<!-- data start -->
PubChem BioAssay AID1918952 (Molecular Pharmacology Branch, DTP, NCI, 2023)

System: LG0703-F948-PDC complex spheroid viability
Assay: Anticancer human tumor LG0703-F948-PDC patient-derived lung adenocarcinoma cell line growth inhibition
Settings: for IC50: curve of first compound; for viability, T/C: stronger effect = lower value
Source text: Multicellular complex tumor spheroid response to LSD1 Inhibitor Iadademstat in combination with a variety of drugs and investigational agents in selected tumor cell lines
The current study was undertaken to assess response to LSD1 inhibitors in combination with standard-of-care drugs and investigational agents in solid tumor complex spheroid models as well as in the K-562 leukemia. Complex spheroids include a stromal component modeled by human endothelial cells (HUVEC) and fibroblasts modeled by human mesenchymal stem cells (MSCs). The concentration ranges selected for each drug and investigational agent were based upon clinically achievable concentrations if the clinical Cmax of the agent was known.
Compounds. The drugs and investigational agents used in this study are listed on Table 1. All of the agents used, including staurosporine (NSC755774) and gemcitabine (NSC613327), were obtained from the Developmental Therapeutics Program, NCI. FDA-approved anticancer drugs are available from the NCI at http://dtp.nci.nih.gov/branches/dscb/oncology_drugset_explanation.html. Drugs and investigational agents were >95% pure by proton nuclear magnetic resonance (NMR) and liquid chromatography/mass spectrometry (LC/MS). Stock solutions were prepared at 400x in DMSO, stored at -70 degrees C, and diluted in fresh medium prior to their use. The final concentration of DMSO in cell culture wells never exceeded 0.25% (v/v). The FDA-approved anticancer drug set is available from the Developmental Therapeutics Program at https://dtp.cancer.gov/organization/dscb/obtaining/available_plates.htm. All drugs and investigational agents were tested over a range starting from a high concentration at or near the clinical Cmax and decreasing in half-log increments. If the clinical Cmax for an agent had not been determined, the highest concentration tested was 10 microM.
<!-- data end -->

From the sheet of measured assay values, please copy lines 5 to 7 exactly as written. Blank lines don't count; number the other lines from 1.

Source text: Multicellular complex tumor spheroid response to LSD1 Inhibitor Iadademstat in combination with a variety of drugs and investigational agents in selected tumor cell lines
The current study was undertaken to assess response to LSD1 inhibitors in combination with standard-of-care drugs and investigational agents in solid tumor complex spheroid models as well as in the K-562 leukemia. Complex spheroids include a stromal component modeled by human endothelial cells (HUVEC) and fibroblasts modeled by human mesenchymal stem cells (MSCs). The concentration ranges selected for each drug and investigational agent were based upon clinically achievable concentrations if the clinical Cmax of the agent was known.
Compounds. The drugs and investigational agents used in this study are listed on Table 1. All of the agents used, including staurosporine (NSC755774) and gemcitabine (NSC613327), were obtained from the Developmental Therapeutics Program, NCI. FDA-approved anticancer drugs are available from the NCI at http://dtp.nci.nih.gov/branches/dscb/oncology_drugset_explanation.html. Drugs and investigational agents were >95% pure by proton nuclear magnetic resonance (NMR) and liquid chromatography/mass spectrometry (LC/MS). Stock solutions were prepared at 400x in DMSO, stored at -70 degrees C, and diluted in fresh medium prior to their use. The final concentration of DMSO in cell culture wells never exceeded 0.25% (v/v). The FDA-approved anticancer drug set is available from the Developmental Therapeutics Program at https://dtp.cancer.gov/organization/dscb/obtaining/available_plates.htm. All drugs and investigational agents were tested over a range starting from a high concentration at or near the clinical Cmax and decreasing in half-log increments. If the clinical Cmax for an agent had not been determined, the highest concentration tested was 10 microM.